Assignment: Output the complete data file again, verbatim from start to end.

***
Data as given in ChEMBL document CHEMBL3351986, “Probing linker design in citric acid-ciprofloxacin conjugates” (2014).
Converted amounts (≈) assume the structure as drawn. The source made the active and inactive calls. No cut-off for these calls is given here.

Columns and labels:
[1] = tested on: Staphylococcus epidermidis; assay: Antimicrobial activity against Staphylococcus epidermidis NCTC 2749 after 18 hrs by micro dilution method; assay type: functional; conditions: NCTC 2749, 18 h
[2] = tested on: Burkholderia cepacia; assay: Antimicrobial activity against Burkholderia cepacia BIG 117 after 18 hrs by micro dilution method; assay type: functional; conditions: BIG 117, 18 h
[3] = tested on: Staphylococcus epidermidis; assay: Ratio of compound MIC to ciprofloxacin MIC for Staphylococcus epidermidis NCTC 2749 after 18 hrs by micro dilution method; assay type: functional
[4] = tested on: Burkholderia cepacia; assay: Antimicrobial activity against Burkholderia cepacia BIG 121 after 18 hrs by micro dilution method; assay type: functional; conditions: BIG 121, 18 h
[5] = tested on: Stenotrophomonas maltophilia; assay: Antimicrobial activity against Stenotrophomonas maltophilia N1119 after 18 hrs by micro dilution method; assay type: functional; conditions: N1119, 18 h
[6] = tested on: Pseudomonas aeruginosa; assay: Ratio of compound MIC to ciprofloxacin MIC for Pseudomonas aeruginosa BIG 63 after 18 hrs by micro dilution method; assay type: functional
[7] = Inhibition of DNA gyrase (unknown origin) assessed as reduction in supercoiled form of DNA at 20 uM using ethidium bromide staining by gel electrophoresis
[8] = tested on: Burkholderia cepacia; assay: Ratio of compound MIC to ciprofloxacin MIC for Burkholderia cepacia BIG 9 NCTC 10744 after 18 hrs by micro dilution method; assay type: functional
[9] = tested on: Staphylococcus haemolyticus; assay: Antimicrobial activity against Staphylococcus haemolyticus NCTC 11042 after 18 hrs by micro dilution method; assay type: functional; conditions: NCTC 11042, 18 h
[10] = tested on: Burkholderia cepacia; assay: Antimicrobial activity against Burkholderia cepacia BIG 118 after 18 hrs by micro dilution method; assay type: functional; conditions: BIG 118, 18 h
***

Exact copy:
Data as given in ChEMBL document CHEMBL3351986, “Probing linker design in citric acid-ciprofloxacin conjugates” (2014).
Converted amounts (≈) assume the structure as drawn. The source made the active and inactive calls. No cut-off for these calls is given here.

Columns and labels:
[1] = tested on: Staphylococcus epidermidis; assay: Antimicrobial activity against Staphylococcus epidermidis NCTC 2749 after 18 hrs by micro dilution method; assay type: functional; conditions: NCTC 2749, 18 h
[2] = tested on: Burkholderia cepacia; assay: Antimicrobial activity against Burkholderia cepacia BIG 117 after 18 hrs by micro dilution method; assay type: functional; conditions: BIG 117, 18 h
[3] = tested on: Staphylococcus epidermidis; assay: Ratio of compound MIC to ciprofloxacin MIC for Staphylococcus epidermidis NCTC 2749 after 18 hrs by micro dilution method; assay type: functional
[4] = tested on: Burkholderia cepacia; assay: Antimicrobial activity against Burkholderia cepacia BIG 121 after 18 hrs by micro dilution method; assay type: functional; conditions: BIG 121, 18 h
[5] = tested on: Stenotrophomonas maltophilia; assay: Antimicrobial activity against Stenotrophomonas maltophilia N1119 after 18 hrs by micro dilution method; assay type: functional; conditions: N1119, 18 h
[6] = tested on: Pseudomonas aeruginosa; assay: Ratio of compound MIC to ciprofloxacin MIC for Pseudomonas aeruginosa BIG 63 after 18 hrs by micro dilution method; assay type: functional
[7] = Inhibition of DNA gyrase (unknown origin) assessed as reduction in supercoiled form of DNA at 20 uM using ethidium bromide staining by gel electrophoresis
[8] = tested on: Burkholderia cepacia; assay: Ratio of compound MIC to ciprofloxacin MIC for Burkholderia cepacia BIG 9 NCTC 10744 after 18 hrs by micro dilution method; assay type: functional
[9] = tested on: Staphylococcus haemolyticus; assay: Antimicrobial activity against Staphylococcus haemolyticus NCTC 11042 after 18 hrs by micro dilution method; assay type: functional; conditions: NCTC 11042, 18 h
[10] = tested on: Burkholderia cepacia; assay: Antimicrobial activity against Burkholderia cepacia BIG 118 after 18 hrs by micro dilution method; assay type: functional; conditions: BIG 118, 18 h